Wi-Fi extensions are becoming more affordable, but still difficult to set up. Here are some tips on where to put the repetitive to improve Wi-Fi access.
While your typical router usually has more than enough space to charge an apartment or a small house with Wi-Fi, it may not have enough space to cover a large house. In the comfort of your own home, you may find that the big houses that offer Internet access to guests in your living room, watching Netflix movies, listening to your favorite tunes on Spotify, roasting on the balcony or in the attic, are bound to die.
Using a Wi-Fi extension will help you fill in the gaps by picking up the router's Wi-Fi signal and focusing on unconnected nodes and cranes. While extension cords are inexpensive and easy to use, they are still difficult to set up. This requires not only thinking and planning but also trial and error.
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Where you put the extension is the key to success, so be open and willing to move the extension if the results are disappointing. Start with a floor plan or diagram of your home, showing the router, dead spots, and AC exits. Navigate between the router halfway and the Wi-Fi signal where you want it to pass. Connect the extension cord and follow the instructions to connect it to your router. Once turned on, go to dead zone and see if Wi-Fi is enabled.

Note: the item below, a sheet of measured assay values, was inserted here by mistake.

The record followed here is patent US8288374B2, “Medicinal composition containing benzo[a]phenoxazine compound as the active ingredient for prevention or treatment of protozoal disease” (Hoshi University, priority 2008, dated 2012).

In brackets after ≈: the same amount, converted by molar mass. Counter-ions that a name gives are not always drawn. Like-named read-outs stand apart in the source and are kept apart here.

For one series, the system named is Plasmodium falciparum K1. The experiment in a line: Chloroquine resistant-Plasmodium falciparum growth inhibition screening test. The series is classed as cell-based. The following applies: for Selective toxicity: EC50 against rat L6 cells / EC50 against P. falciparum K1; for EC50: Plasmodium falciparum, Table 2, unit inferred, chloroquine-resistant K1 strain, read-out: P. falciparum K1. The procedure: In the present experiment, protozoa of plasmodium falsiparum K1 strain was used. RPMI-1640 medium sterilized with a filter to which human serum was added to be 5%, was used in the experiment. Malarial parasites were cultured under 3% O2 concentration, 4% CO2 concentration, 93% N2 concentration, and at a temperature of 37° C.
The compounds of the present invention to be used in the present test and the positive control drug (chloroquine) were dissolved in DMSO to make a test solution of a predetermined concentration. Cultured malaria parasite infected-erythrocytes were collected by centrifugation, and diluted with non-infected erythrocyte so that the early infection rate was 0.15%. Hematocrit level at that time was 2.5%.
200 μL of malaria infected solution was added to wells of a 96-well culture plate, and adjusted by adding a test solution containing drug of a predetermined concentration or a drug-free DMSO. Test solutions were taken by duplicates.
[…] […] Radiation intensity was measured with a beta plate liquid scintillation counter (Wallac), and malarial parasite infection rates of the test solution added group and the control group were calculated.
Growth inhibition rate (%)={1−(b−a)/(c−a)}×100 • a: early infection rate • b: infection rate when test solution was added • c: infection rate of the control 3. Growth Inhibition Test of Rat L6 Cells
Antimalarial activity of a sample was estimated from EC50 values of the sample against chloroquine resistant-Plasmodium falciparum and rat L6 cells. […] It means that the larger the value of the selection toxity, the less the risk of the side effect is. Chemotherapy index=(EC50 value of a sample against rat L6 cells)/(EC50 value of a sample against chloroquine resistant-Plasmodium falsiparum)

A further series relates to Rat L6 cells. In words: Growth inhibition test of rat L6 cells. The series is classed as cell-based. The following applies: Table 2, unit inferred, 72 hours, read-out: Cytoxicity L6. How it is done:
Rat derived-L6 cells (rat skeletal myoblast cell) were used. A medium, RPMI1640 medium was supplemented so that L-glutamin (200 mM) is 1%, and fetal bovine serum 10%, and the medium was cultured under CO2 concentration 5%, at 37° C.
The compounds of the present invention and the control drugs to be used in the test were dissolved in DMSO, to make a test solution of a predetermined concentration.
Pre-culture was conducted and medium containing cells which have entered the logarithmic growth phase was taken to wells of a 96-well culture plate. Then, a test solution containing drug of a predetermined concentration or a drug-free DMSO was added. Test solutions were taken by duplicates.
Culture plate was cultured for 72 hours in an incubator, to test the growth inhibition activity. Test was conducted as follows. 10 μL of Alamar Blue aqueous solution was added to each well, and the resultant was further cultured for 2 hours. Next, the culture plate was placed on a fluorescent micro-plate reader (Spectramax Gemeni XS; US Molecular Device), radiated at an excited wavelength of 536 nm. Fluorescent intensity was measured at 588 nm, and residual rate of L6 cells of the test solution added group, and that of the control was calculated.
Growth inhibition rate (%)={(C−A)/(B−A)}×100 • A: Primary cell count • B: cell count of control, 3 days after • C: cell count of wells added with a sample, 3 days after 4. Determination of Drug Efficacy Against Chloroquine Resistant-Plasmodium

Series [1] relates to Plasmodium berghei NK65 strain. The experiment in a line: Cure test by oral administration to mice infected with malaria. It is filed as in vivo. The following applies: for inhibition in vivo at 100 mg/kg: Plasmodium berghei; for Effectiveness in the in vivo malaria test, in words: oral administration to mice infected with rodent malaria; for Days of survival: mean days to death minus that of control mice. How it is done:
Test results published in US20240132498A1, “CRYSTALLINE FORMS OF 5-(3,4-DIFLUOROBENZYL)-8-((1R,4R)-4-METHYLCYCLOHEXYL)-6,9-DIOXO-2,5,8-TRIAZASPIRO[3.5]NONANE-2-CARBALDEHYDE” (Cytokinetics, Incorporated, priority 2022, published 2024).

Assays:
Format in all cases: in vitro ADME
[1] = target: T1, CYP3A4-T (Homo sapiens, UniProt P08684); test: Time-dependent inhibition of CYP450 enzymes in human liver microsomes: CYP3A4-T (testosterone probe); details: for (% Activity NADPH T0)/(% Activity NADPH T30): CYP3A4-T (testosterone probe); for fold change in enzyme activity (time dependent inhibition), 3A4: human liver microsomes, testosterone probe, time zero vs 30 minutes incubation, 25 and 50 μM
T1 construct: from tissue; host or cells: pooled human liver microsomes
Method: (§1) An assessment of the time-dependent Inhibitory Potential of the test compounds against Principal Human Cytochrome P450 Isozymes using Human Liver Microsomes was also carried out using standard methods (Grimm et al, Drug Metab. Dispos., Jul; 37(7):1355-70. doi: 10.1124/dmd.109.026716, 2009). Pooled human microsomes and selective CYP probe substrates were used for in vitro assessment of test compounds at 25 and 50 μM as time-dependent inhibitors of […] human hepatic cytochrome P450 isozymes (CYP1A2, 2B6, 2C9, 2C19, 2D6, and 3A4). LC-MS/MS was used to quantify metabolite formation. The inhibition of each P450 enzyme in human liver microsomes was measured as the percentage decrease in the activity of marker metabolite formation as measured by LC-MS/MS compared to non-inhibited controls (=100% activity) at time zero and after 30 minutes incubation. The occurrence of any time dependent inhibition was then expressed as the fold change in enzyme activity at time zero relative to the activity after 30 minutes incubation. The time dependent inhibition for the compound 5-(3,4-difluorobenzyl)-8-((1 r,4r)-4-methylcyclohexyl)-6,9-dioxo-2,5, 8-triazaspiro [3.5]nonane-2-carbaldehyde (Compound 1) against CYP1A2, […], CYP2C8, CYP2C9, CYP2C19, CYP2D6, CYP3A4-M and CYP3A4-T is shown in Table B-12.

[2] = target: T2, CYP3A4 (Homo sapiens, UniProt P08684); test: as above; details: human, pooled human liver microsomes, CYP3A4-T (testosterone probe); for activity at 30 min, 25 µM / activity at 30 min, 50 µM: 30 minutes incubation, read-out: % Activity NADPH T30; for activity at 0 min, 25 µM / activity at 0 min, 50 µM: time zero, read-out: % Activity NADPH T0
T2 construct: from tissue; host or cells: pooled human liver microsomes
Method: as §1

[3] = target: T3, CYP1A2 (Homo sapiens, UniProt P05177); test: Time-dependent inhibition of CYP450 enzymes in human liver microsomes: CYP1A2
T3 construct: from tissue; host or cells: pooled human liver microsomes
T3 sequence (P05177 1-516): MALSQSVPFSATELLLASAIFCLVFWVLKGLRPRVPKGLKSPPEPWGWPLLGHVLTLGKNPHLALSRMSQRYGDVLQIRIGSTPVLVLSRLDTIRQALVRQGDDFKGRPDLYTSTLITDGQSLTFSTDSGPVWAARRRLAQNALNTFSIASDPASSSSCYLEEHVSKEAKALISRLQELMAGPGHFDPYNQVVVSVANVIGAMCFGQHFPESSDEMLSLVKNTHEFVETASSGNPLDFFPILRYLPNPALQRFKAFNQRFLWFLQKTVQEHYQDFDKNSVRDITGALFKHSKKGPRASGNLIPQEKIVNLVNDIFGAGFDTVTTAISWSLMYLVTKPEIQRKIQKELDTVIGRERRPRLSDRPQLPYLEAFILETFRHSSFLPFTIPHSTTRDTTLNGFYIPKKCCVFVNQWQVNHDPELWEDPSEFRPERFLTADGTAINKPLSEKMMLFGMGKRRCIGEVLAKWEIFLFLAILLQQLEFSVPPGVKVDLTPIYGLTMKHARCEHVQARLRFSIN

run the first network test with Ookla Speed Test to measure Internet flow before running the extension. After turning on the repeater, go to the dead zone and see if Wi-Fi is enabled. If so, check the speed test quickly. Your speed will not be as fast as the host, but the level is up.